My overall impressions of the system were mostly positive, but I had two issues with the system. First I felt that the character creation system was overly restrictive, and lead to less interesting, more cookie cutter characters. Second, I felt that the hero point mechanic had one small, but critical, flaw.

Character creation was unreasonably restrictive to my mind. You get a number of points to spend on attributes, then you pick a profession (which generally sets how you spend 20-30% of your attribute points) which gives you a handful of skills, and then a very meager number of skill points that you must spend in specific categories. After that you pick four minor feats (or 2 minor & one major) and you're done.

Skills are a really core piece of the game, they impact virtually every roll, and most feats require at least one skill at a particular level. Your skills really dictate who you are. Character creation gives you an extremely limited selection of skill points, which is fine, but it functionally dictates where you can spend them. I believe they do this for niche protection, so that fighter types really are better fighters, but the result is that some fairly simple character concepts are impossible.

For example: I wanted to play an eastern European veteran of the second Siege of Vienna (the game was set in English speaking New England). I was pretty happy with the concept and execution of the character, however it was literally impossible for me to start as a soldier who knows more than one language with any proficiency. I could speak my native language, and have a single point in a second one. My understanding is that a single point in a language is "I can't speak the language but I can sort-of understand it and get across some basic concepts." Perhaps there's some hidden rule I don't know about, I didn't get to read the book thoroughly, but I found no way to be able to speak two languages, unless you took one of the scholarly templates. On the other side of that coin, our friend Matt played one of the scholars, and he was unable to qualify for most, if not all, of the combat feats.

Additionally, in order to buy a skill that is outside of your niche with experience points, you spend twice the cost of the skill. This means that you're giving up a really substantial boost in your core abilities in order to pick up a very minor amount of diversification. I understand the value of niche protection, and I particularly understand it in a game clearly heavily inspired by the World of Darkness (where niche protection basically doesn't exist, and can cause real problems), but the degree and heavy handedness with which it's done in Witch Hunter was a real frustration for me.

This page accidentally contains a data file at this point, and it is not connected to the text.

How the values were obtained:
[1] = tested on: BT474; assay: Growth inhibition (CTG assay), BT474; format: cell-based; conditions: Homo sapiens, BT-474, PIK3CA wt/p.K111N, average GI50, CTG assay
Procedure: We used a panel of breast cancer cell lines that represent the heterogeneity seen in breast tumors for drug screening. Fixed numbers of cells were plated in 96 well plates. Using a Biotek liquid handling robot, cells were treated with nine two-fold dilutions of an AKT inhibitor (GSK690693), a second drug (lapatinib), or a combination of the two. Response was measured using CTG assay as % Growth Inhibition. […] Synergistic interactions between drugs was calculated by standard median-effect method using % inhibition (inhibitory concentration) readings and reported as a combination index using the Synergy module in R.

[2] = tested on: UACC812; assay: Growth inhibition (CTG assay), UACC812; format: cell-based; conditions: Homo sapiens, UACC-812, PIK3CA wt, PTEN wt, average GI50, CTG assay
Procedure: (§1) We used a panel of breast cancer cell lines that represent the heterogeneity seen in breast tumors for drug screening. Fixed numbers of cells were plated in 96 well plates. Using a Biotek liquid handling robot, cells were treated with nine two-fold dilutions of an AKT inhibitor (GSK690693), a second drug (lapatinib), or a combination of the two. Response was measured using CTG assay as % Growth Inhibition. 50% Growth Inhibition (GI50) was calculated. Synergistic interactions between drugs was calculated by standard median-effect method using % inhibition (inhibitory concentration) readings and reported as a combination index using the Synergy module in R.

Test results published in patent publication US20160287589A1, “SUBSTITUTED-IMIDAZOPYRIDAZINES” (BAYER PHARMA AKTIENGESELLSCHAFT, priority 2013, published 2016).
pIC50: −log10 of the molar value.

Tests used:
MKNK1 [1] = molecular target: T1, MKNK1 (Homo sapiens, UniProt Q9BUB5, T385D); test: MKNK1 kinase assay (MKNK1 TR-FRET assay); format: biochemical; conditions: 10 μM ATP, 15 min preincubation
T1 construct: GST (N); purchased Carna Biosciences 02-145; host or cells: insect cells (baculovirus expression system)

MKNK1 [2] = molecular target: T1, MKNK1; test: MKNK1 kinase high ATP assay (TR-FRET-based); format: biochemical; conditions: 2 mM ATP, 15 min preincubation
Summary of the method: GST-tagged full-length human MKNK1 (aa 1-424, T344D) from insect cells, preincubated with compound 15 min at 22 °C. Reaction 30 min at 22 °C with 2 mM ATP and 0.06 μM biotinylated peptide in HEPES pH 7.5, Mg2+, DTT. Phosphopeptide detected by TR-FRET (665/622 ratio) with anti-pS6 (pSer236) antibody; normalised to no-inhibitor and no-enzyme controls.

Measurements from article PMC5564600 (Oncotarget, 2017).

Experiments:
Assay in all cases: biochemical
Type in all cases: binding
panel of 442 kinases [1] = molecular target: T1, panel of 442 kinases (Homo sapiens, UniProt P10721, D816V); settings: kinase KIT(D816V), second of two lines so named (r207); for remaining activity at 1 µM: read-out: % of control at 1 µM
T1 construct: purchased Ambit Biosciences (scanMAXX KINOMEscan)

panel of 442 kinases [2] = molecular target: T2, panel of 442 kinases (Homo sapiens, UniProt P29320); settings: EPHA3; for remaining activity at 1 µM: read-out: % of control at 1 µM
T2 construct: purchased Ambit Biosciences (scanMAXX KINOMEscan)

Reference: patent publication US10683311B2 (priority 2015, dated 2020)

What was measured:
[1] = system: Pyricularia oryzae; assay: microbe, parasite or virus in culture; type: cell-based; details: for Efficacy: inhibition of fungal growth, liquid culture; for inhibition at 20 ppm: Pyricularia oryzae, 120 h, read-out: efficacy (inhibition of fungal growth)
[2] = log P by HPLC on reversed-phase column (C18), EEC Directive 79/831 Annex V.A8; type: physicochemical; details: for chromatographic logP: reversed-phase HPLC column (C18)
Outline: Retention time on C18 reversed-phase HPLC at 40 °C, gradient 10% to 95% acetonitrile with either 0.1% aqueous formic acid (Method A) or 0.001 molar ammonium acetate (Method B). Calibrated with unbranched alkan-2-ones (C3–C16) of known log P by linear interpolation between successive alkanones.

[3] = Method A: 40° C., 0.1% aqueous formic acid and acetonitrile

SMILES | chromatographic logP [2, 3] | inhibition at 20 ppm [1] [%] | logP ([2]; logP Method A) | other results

My issue with Hero Points was a bit more minor. For the most part they function exactly like Hero Points in every game, you get them for being heroic, you spend them to gain a bonus on a die roll. My issue is that increasing your "True Faith" attribute, which is quite potent when fighting demons, requires you to horde your hero points to upgrade it. I don't like system elements that encourage me to horde resources. Encourage me to spend resources, spending resources is fun, hording resources is dull.

Rereading this post, it seems like I'm complaining a lot, but honestly I liked the system. I think the fact that I liked the system as a whole really makes the parts I didn't like stand out in contrast. I would play the game again, and not just with people I know and like (who I will play almost any game with). I wouldn't run the game, mostly because it doesn't pass my GURPS threshold (i.e. Can I run the same game as well or better with GURPS? No? Then I'll just use GURPS).

10-08-2008, 05:56 PM
I'm also one of the players in the game and I'll reiterate two points Ulfendar made. First, it was a great session and everyone had a blast. The dark, gothic feel of the game was really captured by the adventure and the GM and I really enjoyed the final showdown in the church as well as the other gothic/horror tones of the game.

Character creation was a pain. You're really shoved into your character's profession with little leeway outside of the template they give you. It occurred to me today that this bothered me in this game but doesn't in others such as Dark Heresy (which I love). Not sure why that is, but I felt overly restricted in WitchHunter.

I'll reserve judgment of the system after a few more sessions, but the game went smoothly. Well, as smoothly as a new rpg can go. I look forward to the next game where my lawyer can bust out his impressive debate ability and convince the demons to ask God for forgiveness.